One common and critically important component of building envelopes is fenestration. Hence, it is not surprising that some window manufacturers have embraced its importance and seek to partner with design professionals on conducting a building envelope analysis. Doug Phelps, Director of Commercial Business Development for Pella EFCO Commercial Solutions, points out that they work with designers on a “whole building analysis which is truly unique from the component approach. This way, we’re able to analyze and run ‘whatif’ scenarios to compare potential envelope improvements in terms of energy savings, occupant comfort, and building aesthetics. Every project has specific goals, and we are able to support the project team with flexible, realtime analysis.” He also notes that this interest in full analysis came from occupants commenting that their spaces felt more comfortable after replacing windows. By adding the analysis of occupant comfort as part of the envelope analysis, it is also possible to quantify that improvement while showing projected energy savings for the building.
This process is available to any design team and supported by the national, independent energy engineering firm, The Weidt Group. According to David Eijadi, Principal in Charge of Energy for The Weidt Group, “The envelope analysis identifies potential problem areas and offers solutions to make buildings more energy-efficient and comfortable. In the process it leverages some of the best technology available in software for computing hourly energy simulations.”
One significant part of a building envelope is its ability to be sealed completely. Hence, building codes require barriers be incorporated into envelope assemblies to prevent unwanted air infiltration and water penetration. Waterresistive barriers (WRBs) are commonly used that are synthetic, non-woven building wrap products. The high-performance advantages of this modern solution include a barrier that is more breathable, more durable, and more easily sealed along the seams. Further, this type of synthetic WRB can also double as a continuous exterior air barrier, meeting the code requirements for both in a single layer.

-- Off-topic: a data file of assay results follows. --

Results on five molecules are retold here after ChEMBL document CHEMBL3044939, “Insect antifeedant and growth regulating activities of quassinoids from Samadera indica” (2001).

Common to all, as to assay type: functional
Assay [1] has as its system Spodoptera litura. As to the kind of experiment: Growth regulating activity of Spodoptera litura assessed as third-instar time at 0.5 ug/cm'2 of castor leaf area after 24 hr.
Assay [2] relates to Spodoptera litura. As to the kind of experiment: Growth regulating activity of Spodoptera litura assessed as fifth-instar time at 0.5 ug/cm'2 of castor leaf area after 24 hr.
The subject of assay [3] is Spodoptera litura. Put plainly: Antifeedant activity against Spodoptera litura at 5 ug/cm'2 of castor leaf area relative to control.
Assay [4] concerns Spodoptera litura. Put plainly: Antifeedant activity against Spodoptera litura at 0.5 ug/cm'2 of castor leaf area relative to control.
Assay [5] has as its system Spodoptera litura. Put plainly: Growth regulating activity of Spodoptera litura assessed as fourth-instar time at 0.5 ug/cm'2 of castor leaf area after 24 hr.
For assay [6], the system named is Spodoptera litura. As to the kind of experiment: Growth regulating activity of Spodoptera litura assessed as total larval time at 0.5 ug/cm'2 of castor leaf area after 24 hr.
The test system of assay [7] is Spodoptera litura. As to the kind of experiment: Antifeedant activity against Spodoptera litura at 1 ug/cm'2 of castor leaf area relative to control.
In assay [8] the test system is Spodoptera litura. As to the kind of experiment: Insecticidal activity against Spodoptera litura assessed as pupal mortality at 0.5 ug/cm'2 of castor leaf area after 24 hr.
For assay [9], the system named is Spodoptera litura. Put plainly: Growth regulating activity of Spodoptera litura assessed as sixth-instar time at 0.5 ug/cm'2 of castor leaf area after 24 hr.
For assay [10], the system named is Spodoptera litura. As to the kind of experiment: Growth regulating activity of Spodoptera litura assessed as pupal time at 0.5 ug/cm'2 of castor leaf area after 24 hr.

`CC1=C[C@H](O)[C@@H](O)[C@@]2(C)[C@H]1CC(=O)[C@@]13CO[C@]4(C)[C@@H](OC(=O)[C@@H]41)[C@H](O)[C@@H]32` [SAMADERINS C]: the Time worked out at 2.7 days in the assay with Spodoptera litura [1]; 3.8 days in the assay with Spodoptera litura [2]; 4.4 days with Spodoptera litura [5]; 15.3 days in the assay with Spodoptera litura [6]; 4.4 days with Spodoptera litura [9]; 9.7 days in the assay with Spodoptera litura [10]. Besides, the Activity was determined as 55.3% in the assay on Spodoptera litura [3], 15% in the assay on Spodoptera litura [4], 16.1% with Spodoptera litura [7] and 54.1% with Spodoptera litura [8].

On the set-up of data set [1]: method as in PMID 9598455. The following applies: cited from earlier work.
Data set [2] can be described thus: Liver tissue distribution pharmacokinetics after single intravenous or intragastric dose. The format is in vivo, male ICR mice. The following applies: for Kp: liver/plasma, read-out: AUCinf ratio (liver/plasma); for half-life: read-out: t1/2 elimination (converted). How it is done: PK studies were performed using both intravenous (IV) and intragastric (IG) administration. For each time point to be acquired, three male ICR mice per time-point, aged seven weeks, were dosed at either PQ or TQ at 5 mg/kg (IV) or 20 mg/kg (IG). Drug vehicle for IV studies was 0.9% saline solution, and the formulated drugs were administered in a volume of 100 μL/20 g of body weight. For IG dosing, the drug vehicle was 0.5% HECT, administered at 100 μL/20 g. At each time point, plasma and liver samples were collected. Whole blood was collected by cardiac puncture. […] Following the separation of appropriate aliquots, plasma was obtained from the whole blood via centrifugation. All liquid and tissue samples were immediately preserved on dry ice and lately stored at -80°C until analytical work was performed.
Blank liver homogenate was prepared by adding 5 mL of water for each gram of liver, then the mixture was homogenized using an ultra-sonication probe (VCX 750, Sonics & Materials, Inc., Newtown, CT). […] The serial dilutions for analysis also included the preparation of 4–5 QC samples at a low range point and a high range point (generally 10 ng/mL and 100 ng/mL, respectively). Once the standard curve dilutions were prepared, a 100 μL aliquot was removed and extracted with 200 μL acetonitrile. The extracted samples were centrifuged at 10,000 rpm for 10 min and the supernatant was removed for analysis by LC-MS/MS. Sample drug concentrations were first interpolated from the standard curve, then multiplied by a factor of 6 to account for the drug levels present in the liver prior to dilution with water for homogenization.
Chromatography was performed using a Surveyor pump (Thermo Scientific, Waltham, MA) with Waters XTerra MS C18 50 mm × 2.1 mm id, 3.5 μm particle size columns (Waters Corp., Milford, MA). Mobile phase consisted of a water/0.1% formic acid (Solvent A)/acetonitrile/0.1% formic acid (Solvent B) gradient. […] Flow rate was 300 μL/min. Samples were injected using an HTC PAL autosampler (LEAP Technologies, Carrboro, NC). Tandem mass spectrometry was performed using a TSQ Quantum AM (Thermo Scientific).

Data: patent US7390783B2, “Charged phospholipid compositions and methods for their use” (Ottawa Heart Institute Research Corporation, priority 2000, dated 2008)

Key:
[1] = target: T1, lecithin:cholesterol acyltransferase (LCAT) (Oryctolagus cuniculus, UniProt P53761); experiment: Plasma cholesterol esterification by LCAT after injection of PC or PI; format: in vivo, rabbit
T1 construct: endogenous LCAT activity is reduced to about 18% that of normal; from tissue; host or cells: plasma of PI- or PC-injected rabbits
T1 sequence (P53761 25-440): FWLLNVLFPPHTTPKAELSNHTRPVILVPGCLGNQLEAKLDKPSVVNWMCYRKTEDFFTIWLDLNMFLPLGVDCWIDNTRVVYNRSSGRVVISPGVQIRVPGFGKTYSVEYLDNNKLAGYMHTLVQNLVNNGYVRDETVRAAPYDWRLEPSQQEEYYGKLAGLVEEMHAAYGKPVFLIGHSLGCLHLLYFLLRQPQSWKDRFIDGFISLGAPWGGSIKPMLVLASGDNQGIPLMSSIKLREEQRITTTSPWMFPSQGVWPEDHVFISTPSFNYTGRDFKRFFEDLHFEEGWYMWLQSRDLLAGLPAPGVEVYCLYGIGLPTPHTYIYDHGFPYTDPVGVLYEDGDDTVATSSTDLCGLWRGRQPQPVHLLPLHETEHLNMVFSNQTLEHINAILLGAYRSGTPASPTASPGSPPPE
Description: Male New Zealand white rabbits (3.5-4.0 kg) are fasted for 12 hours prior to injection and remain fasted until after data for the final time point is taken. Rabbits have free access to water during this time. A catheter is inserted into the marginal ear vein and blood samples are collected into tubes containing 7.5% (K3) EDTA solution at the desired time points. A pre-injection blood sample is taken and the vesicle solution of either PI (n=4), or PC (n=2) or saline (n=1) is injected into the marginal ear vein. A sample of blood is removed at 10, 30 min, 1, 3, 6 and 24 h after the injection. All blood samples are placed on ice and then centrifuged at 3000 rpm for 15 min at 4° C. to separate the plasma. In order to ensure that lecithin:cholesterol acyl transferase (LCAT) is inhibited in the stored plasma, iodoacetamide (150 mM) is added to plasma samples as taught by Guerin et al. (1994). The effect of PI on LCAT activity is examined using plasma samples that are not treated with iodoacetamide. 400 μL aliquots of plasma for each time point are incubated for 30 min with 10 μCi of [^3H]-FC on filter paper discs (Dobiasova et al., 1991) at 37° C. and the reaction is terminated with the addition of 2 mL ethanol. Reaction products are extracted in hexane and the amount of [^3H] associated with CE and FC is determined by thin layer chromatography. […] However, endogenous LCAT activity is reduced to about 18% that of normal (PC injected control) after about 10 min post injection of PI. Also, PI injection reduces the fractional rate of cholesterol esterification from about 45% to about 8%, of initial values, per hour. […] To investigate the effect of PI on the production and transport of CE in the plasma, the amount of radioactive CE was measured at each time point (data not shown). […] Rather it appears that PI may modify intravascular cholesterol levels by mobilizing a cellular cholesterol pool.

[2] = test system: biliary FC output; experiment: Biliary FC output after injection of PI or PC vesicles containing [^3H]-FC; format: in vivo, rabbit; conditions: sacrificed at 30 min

Using a high-performance building wrap in a multifamily housing project takes advantage of several innovative characteristics. First, as an engineered product, it creates a weather barrier behind exterior cladding to protect the sheathing and reduce water intrusion into wall cavities. This is important since all exterior cladding will likely allow some degree of water intrusion at some point. It is also particularly important in rainscreen assemblies where water is expected to enter behind a cladding material and is allowed to drain away. Second, as a vapor permeable or breathable product it will allow water or moisture to escape, thus allowing any damp or wet materials to dry in a relatively short amount of time. During this drying, WRBs can maintain their water resistance because they are constructed with pores that are large enough to allow moisture as a vapor to pass through but too small for water as a liquid to pass. Third, as an air barrier, a WRB will be an energy-efficient means to stop air infiltration and exfiltration through walls.
A further innovation has come about by enhancing building wraps to serve as an effective drainage plane set back from the cladding with a gap. The conventional means to create a drainage gap in a framed wall system is to use furring channels or strips. The alternative is to use a drainable WRB building wrap that provides its own integrated method of drainage. For example, at least one manufacturer creates this gap by bonding 1.5 mm propylene spacers to a high performance WRB building wrap. This depth is large enough to provide a true drainage space between the sheathing and cladding material, allowing it to act as a full rainscreen system in miniature, without the added labor or cost. Further, it will work with all types of cladding systems, particularly those that can be moisture sensitive such as wood or fiber cement siding.
When specifying WRBs or building wraps for multifamily housing projects, it is important to recognize that there are literally dozens of building wrap products available with wide variations in performance and cost. They can also vary in water resistance, drainage efficiency, water vapor transmission or breathability, ability to impede air flow, durability, tear resistance, cold weather flexibility, flammability, and smoke developed ratings. Beyond that, however, it is important that the WRB can be sealed properly and fully along the seams without undue penetrations from staples or nails. Some manufacturers offer full sealing systems that avoid the use of nails and staples and instead use a compatible adhesive, sealant, or tape. Equally important are the details of how the WRB deals with openings in the wall such as doors and windows. Being able to flash and seal the WRB properly with window and door flashing materials will assure that water draining down the face of a drainable WRB will flow away properly and not behind other building elements into the wall.